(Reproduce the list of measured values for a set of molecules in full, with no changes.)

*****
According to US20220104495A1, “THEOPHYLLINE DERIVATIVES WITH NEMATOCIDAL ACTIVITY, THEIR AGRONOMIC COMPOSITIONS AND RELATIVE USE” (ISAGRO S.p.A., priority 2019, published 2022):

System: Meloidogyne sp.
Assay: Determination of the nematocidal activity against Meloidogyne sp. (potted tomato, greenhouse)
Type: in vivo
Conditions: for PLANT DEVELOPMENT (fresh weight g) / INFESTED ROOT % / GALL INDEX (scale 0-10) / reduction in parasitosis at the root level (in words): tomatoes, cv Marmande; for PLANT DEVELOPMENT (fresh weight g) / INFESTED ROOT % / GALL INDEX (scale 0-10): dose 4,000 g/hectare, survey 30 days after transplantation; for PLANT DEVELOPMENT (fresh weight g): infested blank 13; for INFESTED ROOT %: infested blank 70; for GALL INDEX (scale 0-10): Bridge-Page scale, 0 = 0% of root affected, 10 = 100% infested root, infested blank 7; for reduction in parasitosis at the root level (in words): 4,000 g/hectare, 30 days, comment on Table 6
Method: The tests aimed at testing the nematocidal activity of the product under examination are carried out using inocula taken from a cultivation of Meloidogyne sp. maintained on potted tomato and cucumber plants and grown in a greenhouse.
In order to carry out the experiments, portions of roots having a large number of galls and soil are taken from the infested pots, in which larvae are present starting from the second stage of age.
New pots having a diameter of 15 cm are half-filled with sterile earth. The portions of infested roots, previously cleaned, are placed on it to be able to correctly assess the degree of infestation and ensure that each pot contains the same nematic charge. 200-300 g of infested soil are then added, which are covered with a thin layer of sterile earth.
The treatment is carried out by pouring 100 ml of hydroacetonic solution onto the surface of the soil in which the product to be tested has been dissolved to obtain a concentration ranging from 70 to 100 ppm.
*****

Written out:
According to US20220104495A1, “THEOPHYLLINE DERIVATIVES WITH NEMATOCIDAL ACTIVITY, THEIR AGRONOMIC COMPOSITIONS AND RELATIVE USE” (ISAGRO S.p.A., priority 2019, published 2022):

System: Meloidogyne sp.
Assay: Determination of the nematocidal activity against Meloidogyne sp. (potted tomato, greenhouse)
Type: in vivo
Conditions: for PLANT DEVELOPMENT (fresh weight g) / INFESTED ROOT % / GALL INDEX (scale 0-10) / reduction in parasitosis at the root level (in words): tomatoes, cv Marmande; for PLANT DEVELOPMENT (fresh weight g) / INFESTED ROOT % / GALL INDEX (scale 0-10): dose 4,000 g/hectare, survey 30 days after transplantation; for PLANT DEVELOPMENT (fresh weight g): infested blank 13; for INFESTED ROOT %: infested blank 70; for GALL INDEX (scale 0-10): Bridge-Page scale, 0 = 0% of root affected, 10 = 100% infested root, infested blank 7; for reduction in parasitosis at the root level (in words): 4,000 g/hectare, 30 days, comment on Table 6
Method: The tests aimed at testing the nematocidal activity of the product under examination are carried out using inocula taken from a cultivation of Meloidogyne sp. maintained on potted tomato and cucumber plants and grown in a greenhouse.
In order to carry out the experiments, portions of roots having a large number of galls and soil are taken from the infested pots, in which larvae are present starting from the second stage of age.
New pots having a diameter of 15 cm are half-filled with sterile earth. The portions of infested roots, previously cleaned, are placed on it to be able to correctly assess the degree of infestation and ensure that each pot contains the same nematic charge. 200-300 g of infested soil are then added, which are covered with a thin layer of sterile earth.
The treatment is carried out by pouring 100 ml of hydroacetonic solution onto the surface of the soil in which the product to be tested has been dissolved to obtain a concentration ranging from 70 to 100 ppm.